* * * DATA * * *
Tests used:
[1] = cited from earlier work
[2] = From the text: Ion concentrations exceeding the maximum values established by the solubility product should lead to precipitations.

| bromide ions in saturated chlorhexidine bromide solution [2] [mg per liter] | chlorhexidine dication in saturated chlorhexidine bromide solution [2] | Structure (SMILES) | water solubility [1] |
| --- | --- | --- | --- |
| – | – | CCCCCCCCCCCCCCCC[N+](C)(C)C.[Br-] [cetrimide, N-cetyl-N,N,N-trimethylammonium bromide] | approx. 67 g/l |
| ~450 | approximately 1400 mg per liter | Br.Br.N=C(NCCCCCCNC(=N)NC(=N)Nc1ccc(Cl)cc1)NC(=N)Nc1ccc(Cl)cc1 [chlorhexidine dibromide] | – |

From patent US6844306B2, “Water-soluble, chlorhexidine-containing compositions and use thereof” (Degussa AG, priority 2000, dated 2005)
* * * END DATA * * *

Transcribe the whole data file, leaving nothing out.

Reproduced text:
Tests used:
[1] = cited from earlier work
[2] = From the text: Ion concentrations exceeding the maximum values established by the solubility product should lead to precipitations.

| bromide ions in saturated chlorhexidine bromide solution [2] [mg per liter] | chlorhexidine dication in saturated chlorhexidine bromide solution [2] | Structure (SMILES) | water solubility [1] |
| --- | --- | --- | --- |
| – | – | CCCCCCCCCCCCCCCC[N+](C)(C)C.[Br-] [cetrimide, N-cetyl-N,N,N-trimethylammonium bromide] | approx. 67 g/l |
| ~450 | approximately 1400 mg per liter | Br.Br.N=C(NCCCCCCNC(=N)NC(=N)Nc1ccc(Cl)cc1)NC(=N)Nc1ccc(Cl)cc1 [chlorhexidine dibromide] | – |

From patent US6844306B2, “Water-soluble, chlorhexidine-containing compositions and use thereof” (Degussa AG, priority 2000, dated 2005)